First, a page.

DES MOINES — Gov. Kim Reynolds called Tuesday on state lawmakers to take the first bold step into a new decade by enacting a multi-pronged plan to invest in Iowa with tax-policy changes she said would raise the state sales tax but also return money to taxpayers, preserve Iowa’s land and water, strengthen schools, improve health options and give every Iowan a chance to succeed.
Reynolds used her third Condition of the State address to propose her Invest in Iowa Act that would expand upon a voter-approved idea to raise the state sales tax by a penny to fund water quality and other environmental and resource needs, but also take a large share of the new revenue to cut state income taxes by at least 10 percent and ease property-tax burdens by having the state pick up from the counties some costs for expanding mental-health services to adults and children.
“Let’s be bold and visionary,” Reynolds told a joint session of the 88th Iowa General Assembly and a statewide television audience, according to prepared remarks. “Let’s seize this opportunity and make the next decade Iowa’s best. It’s time to show the world that opportunity lives here.”
The governor proposed instituting a 2010 constitutional amendment passed by Iowa voters that authorized the Legislature and governor to raise the state’s sales tax and direct the proceeds into a wide range of environmental, conservation, natural resources and outdoor recreational initiatives.
“Funding that trust is no small investment, but I believe it’s one we need to make,” she said.
As prescribed in the amendment, three-eighths of a new penny sales tax increase — estimated at about $170 million a year — would flow into the Iowa Water and Land Legacy trust fund under Reynolds’ plan.
The new tax would take effect Jan. 1, 2021.
But the designated formula for distributing that money should change to reflect current water quality priorities and realities, she said.
As a state senator in 2010, Reynolds said she voted for the distribution formula, but said now “the challenges we face today and will face tomorrow are different than what we understood them to be 10 years ago, so it’s time to amend the formula.”
Under her plan, Reynolds said almost 58 percent of the new money would be allocated for water quality and conservation, or an estimated $100 million annually. That would be a nearly 31 percent increase.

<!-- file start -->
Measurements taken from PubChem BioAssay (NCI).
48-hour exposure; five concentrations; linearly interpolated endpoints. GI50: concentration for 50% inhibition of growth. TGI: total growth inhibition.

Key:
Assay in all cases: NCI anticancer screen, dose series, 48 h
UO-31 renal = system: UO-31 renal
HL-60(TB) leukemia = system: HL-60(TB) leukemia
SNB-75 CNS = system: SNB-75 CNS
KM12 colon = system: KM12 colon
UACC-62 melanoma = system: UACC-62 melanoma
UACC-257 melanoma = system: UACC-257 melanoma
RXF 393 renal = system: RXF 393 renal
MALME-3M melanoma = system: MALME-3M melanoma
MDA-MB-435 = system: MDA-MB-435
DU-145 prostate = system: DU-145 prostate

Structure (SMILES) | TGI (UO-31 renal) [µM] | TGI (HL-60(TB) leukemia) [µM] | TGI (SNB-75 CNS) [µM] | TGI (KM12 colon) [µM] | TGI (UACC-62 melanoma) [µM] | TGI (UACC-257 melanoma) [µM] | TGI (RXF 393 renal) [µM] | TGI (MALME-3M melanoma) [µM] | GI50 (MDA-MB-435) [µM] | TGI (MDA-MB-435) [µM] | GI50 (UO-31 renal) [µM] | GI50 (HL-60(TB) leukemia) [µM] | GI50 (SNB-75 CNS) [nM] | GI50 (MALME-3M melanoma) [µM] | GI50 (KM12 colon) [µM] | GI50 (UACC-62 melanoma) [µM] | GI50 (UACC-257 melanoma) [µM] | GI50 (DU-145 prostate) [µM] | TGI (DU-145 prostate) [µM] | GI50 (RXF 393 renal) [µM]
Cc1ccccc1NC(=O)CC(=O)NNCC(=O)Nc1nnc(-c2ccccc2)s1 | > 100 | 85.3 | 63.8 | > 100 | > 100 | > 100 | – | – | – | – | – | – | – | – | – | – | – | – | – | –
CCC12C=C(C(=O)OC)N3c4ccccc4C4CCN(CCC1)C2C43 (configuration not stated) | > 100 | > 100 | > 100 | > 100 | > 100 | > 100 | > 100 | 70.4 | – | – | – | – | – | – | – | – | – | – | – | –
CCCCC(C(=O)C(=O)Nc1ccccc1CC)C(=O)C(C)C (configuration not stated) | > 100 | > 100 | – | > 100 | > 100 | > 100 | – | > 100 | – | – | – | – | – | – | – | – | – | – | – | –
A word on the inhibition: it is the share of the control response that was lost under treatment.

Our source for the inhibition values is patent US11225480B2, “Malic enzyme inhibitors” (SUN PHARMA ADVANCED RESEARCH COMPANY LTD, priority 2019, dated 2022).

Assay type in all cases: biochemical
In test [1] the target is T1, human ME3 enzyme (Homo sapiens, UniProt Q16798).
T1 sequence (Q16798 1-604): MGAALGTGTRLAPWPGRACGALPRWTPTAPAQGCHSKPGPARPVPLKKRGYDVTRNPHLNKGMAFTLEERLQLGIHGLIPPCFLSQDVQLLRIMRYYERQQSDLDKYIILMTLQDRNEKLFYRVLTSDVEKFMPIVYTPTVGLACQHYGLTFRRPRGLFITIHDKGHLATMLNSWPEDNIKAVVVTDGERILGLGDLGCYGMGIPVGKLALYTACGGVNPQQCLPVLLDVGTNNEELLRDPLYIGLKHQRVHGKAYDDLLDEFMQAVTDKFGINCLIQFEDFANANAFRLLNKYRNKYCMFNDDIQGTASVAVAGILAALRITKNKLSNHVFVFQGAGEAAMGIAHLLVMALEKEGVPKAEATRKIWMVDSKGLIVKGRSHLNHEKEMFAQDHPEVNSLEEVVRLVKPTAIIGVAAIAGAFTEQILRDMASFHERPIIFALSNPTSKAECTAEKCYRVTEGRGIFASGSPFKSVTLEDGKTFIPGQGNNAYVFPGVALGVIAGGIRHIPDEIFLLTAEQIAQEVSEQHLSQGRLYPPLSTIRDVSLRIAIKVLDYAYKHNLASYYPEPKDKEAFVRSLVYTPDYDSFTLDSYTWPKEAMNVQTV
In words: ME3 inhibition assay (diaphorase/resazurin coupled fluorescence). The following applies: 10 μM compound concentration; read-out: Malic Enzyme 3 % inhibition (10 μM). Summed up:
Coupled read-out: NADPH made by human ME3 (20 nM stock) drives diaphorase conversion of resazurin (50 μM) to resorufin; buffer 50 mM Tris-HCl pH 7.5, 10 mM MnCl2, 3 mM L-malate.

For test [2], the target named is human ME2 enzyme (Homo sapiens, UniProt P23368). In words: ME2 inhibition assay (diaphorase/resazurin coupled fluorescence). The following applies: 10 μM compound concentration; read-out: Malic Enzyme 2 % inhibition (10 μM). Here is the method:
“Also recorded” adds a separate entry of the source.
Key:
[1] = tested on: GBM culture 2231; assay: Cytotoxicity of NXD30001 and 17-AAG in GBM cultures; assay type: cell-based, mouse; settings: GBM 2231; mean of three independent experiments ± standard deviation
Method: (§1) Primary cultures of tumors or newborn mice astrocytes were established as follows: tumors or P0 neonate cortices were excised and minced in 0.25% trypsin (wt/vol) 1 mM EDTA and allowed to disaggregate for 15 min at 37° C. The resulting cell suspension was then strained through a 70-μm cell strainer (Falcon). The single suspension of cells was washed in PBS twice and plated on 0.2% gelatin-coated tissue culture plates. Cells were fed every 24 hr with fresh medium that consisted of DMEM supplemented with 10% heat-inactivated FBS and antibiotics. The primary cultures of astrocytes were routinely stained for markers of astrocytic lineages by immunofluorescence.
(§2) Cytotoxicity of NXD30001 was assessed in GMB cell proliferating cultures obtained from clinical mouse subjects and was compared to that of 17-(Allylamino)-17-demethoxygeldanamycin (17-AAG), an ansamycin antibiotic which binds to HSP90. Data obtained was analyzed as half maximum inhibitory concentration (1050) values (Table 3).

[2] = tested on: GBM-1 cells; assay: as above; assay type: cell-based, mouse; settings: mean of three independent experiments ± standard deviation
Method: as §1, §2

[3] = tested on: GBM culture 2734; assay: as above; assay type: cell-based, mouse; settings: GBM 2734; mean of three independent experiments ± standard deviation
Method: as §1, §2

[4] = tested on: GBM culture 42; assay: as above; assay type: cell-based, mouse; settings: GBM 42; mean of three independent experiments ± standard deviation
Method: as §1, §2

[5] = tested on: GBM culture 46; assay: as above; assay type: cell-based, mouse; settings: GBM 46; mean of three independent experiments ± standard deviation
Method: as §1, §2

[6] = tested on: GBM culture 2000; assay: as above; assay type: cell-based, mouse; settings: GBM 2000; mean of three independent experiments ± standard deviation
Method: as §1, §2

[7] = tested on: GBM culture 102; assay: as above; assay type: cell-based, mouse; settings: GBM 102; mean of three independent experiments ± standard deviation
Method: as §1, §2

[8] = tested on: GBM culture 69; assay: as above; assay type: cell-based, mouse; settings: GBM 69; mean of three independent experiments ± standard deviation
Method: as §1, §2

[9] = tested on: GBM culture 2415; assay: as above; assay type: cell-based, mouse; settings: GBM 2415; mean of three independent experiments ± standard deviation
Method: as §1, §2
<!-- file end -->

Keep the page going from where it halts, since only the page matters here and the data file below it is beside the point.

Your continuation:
Another $52 million would go for other conservation and outdoor recreation efforts — a 14.6 percent increase.
“These investments will not only aid our conservation efforts, they will improve our quality of life and help us retain and recruit a new generation of Iowans,” she said.
While opening the conversation on the IWILL options, Reynolds said she has “no interest in raising taxes.” So any increase in revenue — some estimate that to be nearly $380 million — from adding a penny sales tax “must be more than offset by additional tax cuts,” she said.
“That starts with continuing to reduce our uncompetitive income-tax rates. Two years ago, thanks to many of you in this room, we passed the largest income-tax cut in Iowa history. I said then, and I’ve said ever since: that wasn’t a one-and-done,” Reynolds noted. “I intend to make good on that promise, which is why I’m proposing to cut income tax by an additional 10 percent for almost every Iowan, with lower-income Iowans receiving as much as a 25 percent cut.
“Let me put that into perspective,” she added. “Just one year ago, our top tax bracket was at almost 9 percent, one of the worst in the country. Now, with this new round of tax cuts, our top rate will be down to 5.5 percent by 2023 — significant progress that will make Iowa competitive with our peers.”
Reynolds said Iowa’s finances currently are in a strong, surplus position that will allow policymakers to make bold plans for now and decades to come. That planning and action, she said, must begin “right now, this session.”
Legislators convened the 100-day 2020 legislative session on Monday.
Along with the income tax cuts, Reynolds said she was proposing the state follow up on its recent commitments to bolster mental-health services for adults and children by using proposed sales tax proceeds to reduce property tax levies and provide the needed funding through the state general fund.
Counties now levy a property tax to help fund mental health care, but do so at different rates.
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“No parent, family member, or friend should be told that treatment isn’t available for their loved one,” Reynolds said. “By establishing a dedicated and stable fund for mental health, we will give hope to so many who are suffering in silence. It’s a promise we’ve made, and it’s a promise I intend to keep.”
The governor praised lawmakers for investing more than a $90 million increase in K-12 education last year, including an increase in per-pupil funding and transportation equity. She called on them to spend even more in fiscal 2021 by appropriating more than $103 million in new funding that she said Iowa schools can use to “maintain the best teachers and classrooms in the world.”